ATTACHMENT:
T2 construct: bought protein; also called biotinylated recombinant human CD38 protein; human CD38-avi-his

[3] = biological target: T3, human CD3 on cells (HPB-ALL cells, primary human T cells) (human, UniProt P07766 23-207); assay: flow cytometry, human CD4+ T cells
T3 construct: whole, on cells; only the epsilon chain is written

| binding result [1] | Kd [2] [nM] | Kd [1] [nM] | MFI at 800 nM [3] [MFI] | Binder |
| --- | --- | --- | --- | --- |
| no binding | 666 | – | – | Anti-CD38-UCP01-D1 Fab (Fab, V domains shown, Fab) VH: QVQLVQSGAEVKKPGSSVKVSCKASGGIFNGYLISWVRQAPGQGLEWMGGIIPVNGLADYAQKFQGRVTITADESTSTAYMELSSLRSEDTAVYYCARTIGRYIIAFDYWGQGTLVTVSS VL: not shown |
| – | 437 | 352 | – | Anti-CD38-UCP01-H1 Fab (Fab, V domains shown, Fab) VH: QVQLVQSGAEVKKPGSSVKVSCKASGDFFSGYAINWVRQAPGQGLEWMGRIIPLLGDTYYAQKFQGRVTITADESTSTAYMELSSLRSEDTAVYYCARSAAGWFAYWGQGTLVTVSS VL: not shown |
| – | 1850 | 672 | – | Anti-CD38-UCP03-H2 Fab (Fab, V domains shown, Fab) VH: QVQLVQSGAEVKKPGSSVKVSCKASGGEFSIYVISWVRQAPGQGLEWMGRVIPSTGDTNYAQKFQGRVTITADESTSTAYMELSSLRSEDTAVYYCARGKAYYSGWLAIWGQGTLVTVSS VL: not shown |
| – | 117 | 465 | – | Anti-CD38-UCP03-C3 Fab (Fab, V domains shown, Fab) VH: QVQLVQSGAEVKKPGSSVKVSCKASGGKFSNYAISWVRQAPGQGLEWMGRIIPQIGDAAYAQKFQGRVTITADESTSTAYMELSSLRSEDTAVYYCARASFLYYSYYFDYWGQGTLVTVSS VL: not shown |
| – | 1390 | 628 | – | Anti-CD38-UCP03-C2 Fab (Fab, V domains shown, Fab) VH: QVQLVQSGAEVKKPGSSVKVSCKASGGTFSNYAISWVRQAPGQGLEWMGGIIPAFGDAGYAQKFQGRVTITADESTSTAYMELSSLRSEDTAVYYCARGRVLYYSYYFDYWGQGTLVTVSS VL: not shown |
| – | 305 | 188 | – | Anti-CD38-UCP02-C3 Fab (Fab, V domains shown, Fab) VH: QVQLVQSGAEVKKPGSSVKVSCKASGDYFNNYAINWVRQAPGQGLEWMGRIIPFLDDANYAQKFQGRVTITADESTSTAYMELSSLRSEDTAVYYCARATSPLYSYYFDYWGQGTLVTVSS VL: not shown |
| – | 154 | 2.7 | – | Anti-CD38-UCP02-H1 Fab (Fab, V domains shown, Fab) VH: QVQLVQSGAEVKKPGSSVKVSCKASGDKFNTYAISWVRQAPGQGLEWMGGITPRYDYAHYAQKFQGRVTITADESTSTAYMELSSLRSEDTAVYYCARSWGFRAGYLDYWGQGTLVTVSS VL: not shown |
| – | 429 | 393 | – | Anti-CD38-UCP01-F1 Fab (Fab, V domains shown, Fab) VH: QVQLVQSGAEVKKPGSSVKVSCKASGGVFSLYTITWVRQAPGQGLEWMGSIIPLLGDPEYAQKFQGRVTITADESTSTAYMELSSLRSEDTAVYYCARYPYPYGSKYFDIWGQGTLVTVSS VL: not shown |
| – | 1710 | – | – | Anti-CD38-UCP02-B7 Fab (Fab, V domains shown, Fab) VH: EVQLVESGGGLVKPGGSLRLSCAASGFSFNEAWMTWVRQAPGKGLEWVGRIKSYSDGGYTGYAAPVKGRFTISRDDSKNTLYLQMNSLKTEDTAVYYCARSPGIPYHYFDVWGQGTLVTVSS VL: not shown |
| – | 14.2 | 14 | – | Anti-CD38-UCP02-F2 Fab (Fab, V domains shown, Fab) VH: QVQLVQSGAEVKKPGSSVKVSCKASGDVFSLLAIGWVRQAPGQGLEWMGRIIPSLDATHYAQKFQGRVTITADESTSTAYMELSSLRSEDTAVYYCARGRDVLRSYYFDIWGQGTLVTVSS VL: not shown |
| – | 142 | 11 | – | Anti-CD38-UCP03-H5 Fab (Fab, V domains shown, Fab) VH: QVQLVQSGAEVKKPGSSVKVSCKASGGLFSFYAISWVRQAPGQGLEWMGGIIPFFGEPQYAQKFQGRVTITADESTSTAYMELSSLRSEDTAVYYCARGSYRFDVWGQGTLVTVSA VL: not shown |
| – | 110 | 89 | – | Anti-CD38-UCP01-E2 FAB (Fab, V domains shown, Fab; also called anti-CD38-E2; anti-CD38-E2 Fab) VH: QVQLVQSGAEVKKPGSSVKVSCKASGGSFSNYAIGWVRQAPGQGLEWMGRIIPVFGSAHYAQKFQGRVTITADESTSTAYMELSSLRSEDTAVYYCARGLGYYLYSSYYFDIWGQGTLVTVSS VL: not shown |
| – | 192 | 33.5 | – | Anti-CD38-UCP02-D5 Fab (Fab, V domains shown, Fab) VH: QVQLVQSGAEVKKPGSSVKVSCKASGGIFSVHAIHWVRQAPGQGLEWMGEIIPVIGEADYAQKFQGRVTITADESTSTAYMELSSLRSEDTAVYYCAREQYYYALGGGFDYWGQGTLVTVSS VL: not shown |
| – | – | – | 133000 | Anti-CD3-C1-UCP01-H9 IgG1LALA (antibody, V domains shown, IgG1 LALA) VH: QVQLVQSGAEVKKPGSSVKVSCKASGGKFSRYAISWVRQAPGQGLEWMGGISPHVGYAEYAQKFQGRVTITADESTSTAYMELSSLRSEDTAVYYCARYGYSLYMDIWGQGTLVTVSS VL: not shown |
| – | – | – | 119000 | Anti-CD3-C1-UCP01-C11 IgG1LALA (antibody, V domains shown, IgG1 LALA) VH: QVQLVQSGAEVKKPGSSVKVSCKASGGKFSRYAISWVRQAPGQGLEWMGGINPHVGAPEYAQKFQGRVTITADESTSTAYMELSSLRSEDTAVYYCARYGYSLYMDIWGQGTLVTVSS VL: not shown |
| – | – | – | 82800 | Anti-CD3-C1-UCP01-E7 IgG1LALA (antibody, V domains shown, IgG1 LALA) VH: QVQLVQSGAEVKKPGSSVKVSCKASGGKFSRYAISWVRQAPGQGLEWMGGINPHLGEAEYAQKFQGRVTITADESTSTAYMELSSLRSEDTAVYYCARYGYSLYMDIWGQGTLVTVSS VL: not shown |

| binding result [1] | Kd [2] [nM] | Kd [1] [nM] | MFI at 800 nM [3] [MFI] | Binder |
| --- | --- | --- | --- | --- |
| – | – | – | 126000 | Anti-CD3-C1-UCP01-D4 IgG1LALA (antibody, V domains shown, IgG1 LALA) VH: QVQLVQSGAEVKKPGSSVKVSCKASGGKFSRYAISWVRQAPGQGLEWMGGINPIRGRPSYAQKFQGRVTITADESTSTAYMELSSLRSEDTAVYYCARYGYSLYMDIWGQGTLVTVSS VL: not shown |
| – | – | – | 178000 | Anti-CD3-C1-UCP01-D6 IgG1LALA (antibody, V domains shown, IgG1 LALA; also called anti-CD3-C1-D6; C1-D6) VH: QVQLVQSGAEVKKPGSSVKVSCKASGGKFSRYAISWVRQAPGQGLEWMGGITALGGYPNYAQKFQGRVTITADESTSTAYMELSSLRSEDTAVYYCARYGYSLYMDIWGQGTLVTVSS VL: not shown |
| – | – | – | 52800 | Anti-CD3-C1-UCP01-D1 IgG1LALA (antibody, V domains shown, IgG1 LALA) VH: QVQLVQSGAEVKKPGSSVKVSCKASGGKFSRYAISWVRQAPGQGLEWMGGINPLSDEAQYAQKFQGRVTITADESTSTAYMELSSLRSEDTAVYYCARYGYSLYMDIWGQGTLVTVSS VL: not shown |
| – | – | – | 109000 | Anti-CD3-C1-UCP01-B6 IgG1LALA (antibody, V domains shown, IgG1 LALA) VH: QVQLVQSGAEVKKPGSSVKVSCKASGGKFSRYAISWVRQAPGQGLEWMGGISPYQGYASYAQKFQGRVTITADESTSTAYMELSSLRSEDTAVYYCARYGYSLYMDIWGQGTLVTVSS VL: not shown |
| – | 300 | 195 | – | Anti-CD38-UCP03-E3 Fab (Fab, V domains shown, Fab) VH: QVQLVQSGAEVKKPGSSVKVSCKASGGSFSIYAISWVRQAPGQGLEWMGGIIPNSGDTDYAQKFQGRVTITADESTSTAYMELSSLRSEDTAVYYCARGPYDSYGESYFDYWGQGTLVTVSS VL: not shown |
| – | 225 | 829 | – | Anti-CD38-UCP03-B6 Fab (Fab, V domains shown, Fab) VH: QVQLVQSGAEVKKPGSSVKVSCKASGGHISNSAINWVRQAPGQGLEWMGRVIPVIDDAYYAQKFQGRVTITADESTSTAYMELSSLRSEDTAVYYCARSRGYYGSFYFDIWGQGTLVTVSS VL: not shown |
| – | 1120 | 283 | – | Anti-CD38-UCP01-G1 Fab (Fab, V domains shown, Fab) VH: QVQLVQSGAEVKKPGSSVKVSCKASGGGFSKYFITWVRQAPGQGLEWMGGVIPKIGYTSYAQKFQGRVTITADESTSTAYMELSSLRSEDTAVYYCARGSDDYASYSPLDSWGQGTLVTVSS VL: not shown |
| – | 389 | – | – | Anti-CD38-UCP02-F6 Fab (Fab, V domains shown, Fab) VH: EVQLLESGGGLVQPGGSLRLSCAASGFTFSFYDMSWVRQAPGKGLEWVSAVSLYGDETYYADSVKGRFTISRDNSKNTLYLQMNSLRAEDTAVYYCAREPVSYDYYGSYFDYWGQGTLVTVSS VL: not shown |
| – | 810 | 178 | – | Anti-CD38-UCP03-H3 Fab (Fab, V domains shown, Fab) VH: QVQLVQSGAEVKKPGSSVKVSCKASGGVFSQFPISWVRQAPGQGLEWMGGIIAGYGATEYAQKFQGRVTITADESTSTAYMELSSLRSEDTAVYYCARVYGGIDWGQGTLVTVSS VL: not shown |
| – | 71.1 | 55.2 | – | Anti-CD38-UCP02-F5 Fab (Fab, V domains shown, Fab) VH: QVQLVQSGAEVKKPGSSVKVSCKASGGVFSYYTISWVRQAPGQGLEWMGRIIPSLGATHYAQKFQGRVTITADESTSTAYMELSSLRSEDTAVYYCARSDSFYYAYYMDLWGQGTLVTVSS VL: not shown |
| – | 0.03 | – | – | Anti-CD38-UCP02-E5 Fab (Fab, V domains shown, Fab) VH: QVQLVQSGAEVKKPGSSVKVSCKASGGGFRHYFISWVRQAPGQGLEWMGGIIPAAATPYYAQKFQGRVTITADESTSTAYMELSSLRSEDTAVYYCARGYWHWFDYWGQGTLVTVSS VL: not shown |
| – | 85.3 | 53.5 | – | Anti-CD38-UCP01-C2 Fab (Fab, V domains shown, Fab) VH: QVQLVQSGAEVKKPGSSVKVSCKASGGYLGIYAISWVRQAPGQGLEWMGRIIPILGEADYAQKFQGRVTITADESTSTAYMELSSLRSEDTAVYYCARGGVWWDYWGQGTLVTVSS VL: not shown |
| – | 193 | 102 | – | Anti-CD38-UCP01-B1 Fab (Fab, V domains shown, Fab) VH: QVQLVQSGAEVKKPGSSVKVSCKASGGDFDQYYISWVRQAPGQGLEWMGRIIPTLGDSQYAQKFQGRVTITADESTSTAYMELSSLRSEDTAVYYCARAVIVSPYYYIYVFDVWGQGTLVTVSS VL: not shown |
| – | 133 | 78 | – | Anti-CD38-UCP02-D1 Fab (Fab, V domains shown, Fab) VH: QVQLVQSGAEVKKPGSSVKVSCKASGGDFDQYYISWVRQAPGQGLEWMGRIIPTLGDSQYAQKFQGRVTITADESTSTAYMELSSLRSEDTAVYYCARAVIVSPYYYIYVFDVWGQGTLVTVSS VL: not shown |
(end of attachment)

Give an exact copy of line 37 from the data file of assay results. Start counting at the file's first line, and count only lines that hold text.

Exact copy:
| – | 133 | 78 | – | Anti-CD38-UCP02-D1 Fab (Fab, V domains shown, Fab) VH: QVQLVQSGAEVKKPGSSVKVSCKASGGDFDQYYISWVRQAPGQGLEWMGRIIPTLGDSQYAQKFQGRVTITADESTSTAYMELSSLRSEDTAVYYCARAVIVSPYYYIYVFDVWGQGTLVTVSS VL: not shown |